by Tara Gibsone
In 1962 Peter and Eileen Caddy, their three children, and friend Dorothy found themselves living in a small caravan on the Findhorn peninsula after losing their jobs in a hotel not far away. Faced with the challenge of having no income and six people to feed they started cultivating their own food. This was the unlikely beginning of the unintentional community which turned into a world-renowned ecovillage… By tuning into the intelligence of nature their garden began to blossom and they started attracting attention when they began having unexpected results. In the early days, this is how the community began to be known, for its abundant gardens grown in adverse and unlikely conditions on the sand dunes of the Findhorn peninsula.
The community began to grow rapidly in the 1970s, from approximately 20 to 150 members. This expansion was a response to the innovative, holistic, spiritually inspired leadership of the Founders and their close associates. Even in the 1970s it was apparent that humanity was facing severe environmental crises, if we did not learn to respect Nature’s intelligence and practice ways for people to cooperate with each other and all of life – in which ‘we’ are an integral part. The community spirit taught that inner listening was vital to making better choices, groups attuning together had a better chance of holding the bigger picture for ways forward, and striving to see ‘work’ as love in action created a healthier cultural environment.
From the 1980s onwards, the development of an ecovillage at Findhorn began to emerge as a practical expression of everything learned so far about the interconnectedness of life and cooperation with nature. It became possible to purchase the Findhorn Bay Caravan Park with the vision to develop the mobile home park into a sustainable settlement. From the start, it was understood that sustainability includes not only ecological homes, renewable energy and food systems but also ethical economics, social cohesion and cultural inclusion.
As the community grew, many offshoot businesses and charities began to emerge and the area became home to a rich tapestry of organisations working towards a sustainable future. The 1980s were a time when many of these community-linked companies were established. Amongst them were AES Solar a manufacturer and installer of thermal solar panels and PV; Trees for Life, a conservation charity with the aim of reforesting/rewilding the Scottish Highlands; a local School based on Rudolf Steiner principles; and the first wind turbine installed in 1989, with three more in 2006.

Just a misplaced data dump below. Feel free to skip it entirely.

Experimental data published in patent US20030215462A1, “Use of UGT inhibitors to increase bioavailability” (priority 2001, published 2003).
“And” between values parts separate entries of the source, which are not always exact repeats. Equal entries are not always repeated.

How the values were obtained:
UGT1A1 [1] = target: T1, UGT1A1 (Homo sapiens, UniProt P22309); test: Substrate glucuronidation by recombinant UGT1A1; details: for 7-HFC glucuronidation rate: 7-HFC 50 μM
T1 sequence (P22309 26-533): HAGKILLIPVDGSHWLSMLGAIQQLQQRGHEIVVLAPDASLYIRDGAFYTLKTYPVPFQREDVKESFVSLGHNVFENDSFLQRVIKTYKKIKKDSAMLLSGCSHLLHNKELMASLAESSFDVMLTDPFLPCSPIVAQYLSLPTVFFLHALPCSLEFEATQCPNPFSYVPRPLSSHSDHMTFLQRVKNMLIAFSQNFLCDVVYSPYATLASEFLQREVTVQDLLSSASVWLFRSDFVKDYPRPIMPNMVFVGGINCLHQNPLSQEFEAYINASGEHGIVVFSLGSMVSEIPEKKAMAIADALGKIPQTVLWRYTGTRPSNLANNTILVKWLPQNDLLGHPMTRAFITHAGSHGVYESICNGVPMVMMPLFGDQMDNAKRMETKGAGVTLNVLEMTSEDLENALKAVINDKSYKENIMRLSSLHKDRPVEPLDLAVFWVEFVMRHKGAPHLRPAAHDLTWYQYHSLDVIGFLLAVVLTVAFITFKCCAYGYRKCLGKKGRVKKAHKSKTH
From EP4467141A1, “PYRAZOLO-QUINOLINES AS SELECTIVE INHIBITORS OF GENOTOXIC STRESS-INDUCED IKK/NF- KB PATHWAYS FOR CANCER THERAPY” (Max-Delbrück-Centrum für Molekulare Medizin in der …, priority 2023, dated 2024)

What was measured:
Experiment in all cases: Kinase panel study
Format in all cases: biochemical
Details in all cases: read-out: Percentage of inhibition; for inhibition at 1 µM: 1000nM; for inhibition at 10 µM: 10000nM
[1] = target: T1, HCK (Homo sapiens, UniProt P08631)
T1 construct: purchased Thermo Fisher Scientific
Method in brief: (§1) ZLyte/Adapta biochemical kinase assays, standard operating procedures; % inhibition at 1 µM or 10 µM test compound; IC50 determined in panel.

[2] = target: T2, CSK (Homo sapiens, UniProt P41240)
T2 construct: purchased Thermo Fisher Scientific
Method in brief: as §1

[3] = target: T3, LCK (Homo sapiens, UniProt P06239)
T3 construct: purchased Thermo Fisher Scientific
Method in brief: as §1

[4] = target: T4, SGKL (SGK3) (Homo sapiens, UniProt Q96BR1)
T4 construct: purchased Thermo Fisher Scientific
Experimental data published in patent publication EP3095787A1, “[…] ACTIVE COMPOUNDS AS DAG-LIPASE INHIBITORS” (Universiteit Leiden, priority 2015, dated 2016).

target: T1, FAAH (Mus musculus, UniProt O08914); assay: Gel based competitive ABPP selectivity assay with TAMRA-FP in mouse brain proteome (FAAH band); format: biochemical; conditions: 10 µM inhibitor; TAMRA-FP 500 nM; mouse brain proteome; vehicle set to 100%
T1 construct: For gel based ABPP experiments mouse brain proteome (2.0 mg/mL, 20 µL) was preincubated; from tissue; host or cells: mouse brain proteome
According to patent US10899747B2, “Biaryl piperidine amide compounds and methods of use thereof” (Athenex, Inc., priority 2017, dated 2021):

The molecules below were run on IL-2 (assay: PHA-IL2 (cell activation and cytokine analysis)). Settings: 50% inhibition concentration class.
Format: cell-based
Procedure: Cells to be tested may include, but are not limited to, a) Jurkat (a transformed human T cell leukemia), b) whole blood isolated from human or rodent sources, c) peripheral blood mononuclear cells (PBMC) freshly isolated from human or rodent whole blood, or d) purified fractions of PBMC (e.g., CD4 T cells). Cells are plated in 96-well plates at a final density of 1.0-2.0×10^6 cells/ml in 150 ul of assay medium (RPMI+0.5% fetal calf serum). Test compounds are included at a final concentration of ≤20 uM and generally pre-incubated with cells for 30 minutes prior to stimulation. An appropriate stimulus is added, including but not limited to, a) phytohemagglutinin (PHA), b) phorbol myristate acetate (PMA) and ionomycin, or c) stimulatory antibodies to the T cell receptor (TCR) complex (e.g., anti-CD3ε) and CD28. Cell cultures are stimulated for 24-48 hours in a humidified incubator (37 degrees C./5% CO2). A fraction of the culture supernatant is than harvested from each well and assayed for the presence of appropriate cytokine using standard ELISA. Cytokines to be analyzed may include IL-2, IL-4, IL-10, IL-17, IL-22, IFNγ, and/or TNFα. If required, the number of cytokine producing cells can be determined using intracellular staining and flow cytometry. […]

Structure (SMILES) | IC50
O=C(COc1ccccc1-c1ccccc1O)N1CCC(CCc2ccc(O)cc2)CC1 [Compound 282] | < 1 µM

Throughout the 90s key developments continued… The ‘living machine’, an ecologically engineered sewage treatment plant was established – becoming an early inspiration for Biomatrix-Water’s remediation of polluted waters. Community companies purchased adjacent properties to provide more housing and places for enterprises to flourish.
In 1995 a conference was held that led to the birth of the Global Ecovillage Network (GEN) – connecting communities across the world that are aligned with whole-system thinking focusing on the ecological, economic, social and world view/cultural dimensions of human activities.
Towards the end of the 90’s the Foundation had gained attention from the international community and went on to win Best Practice recognition from the United Nations Centre for Human Settlements.
The 2000’s haven’t gone without their fair share of developments…
- Ekopia Social Investments
- Green Leaf Design and Build are delivering eco
homes within the settlement boundaries; Park
- Ecovillage Trust and New Findhorn Directions
sponsor ‘affordable’ leases.
- Moray Carshare offers its over 100 members
access to shared transport
Findhorn Hinterland Trust looks after our local woodlands and provides a green burial service. While the expanding community includes many other charities and businesses that provide training, consultancy, healing, arts and educational opportunities, and needed services, locally and internationally.
To this day the Findhorn community continues to evolve and grow, it is by no means perfect and has experienced its fair share of both success and failure, challenges and achievement. Through all of this it continues to actively explore opportunities for, and requirements of, a more flexible, decarbonised energy system. It is a living, learning experiment for how to redesign our human presence on the world – a unique laboratory for change exploring alternatives for a sustainable and regenerative future.